Christchurch lacks a visitor strategy and things for tourists to do, the city's port and airport chiefs say.
Christchurch Airport chief executive Malcolm Johns, Lyttelton Port of Christchurch chief executive Peter Davie, and NZ Transport Agency regional director southern Jim Harland discussed transport issues in Christchurch yesterday as part of a Trans-Tasman Business Circle discussion.
Christchurch needed to develop a better brand for tourists, Davie said.
"I don't think we know what we are as a tourism destination. If you come to Christchurch, why do you come here? What attractions are there for you to do, see, apart from walking around broken things, going to the Antarctic centre?"
Johns said Christchurch needed a visitor strategy to grow tourism.
"Christchurch doesn't have a visitor strategy, whereas most other major cities in New Zealand and Australia do. I don't think the visitor economy features in the city's economic development plan, which is interesting given the several hundred million dollars invested in assets entirely reliant on the visitor economy for growth in the future."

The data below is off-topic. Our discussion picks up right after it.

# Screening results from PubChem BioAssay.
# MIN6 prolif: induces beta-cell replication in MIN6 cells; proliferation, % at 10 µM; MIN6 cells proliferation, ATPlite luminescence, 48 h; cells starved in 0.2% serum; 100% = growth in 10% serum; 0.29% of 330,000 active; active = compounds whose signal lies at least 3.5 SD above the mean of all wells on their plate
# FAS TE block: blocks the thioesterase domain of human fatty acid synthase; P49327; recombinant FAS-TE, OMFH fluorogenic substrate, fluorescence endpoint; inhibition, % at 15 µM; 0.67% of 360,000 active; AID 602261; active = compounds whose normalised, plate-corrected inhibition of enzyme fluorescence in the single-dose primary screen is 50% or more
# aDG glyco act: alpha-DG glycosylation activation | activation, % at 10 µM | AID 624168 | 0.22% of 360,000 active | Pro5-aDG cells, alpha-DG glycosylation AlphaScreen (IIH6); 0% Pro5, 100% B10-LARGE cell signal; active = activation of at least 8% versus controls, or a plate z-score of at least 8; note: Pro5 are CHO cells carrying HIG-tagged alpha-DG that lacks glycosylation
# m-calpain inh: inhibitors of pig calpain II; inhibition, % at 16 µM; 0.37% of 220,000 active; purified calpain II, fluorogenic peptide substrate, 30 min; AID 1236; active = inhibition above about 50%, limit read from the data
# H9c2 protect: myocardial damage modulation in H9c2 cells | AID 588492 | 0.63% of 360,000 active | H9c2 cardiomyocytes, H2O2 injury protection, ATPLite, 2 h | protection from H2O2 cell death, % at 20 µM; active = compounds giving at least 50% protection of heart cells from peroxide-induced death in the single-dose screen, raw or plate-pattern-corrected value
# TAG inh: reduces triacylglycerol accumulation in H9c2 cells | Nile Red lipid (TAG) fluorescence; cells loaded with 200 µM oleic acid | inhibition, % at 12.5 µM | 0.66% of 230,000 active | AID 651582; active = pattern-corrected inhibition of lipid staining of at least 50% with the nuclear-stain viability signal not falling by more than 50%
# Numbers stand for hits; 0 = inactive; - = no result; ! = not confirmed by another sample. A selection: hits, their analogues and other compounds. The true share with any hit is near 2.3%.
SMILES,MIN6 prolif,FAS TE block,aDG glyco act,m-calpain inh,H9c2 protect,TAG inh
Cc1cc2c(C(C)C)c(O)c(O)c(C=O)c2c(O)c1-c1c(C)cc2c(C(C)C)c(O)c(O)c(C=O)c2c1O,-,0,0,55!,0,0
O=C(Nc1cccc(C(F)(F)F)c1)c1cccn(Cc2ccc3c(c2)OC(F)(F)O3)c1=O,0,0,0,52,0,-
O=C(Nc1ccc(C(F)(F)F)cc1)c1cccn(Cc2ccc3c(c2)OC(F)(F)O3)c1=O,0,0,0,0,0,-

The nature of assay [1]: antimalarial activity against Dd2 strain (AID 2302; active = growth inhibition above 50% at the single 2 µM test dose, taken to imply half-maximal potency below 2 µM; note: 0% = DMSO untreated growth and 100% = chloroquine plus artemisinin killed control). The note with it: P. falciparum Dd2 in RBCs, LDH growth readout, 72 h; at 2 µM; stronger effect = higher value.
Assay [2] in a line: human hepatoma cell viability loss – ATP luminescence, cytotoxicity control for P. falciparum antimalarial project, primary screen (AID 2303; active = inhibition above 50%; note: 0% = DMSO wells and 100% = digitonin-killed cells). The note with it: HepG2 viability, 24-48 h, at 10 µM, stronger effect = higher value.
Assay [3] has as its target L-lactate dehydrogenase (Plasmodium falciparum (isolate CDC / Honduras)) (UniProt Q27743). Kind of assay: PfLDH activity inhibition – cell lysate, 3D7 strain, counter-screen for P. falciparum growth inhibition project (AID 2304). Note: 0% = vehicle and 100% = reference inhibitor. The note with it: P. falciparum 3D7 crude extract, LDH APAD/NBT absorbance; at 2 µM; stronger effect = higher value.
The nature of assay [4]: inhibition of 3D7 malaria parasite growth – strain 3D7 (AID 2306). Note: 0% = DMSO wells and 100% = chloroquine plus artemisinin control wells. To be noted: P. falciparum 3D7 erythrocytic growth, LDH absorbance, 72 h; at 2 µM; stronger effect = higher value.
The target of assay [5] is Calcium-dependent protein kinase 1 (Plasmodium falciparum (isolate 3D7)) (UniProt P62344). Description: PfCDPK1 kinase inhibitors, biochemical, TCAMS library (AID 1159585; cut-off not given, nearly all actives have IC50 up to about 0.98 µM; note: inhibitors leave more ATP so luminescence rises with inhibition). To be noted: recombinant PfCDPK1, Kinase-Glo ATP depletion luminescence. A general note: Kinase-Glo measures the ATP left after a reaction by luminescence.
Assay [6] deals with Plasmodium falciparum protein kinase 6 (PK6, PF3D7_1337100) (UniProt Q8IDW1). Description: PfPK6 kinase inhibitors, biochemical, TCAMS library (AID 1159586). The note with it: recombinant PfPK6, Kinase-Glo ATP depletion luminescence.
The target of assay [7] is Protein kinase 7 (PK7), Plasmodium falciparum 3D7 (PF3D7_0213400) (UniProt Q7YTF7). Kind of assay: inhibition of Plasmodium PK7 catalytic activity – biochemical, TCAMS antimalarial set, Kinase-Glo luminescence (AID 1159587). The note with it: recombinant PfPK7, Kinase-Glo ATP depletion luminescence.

A billion dollars worth of visitor expenditure had been lost in the South Island in the last three years as a result of the loss of Christchurch's CBD, Johns said.
"Over a third of US travel companies will not include Christchurch in their itineraries of New Zealand at the moment. That's massive. If it was a healthy city, you would have a city strategy and you'd have a promotions plan that would be co-ordinated and focused."
Johns said the quakes had "destroyed" Christchurch's "visitor proposition" and confidence in the city as a good place to visit. "The rebuilding of the CBD and the roading network around the CBD is critical."
Davie also criticised the state of the city's roads. "How come I can switch on my tap and get water, I can switch on my power switch and get power, I switch onto the road and I stop."
Johns said Christchurch rated No 2 as a New Zealand destination prior to the quakes, but was not even in the top five. "If you want to recover that part of your economy, just sticking to the status quo is not going to get you there."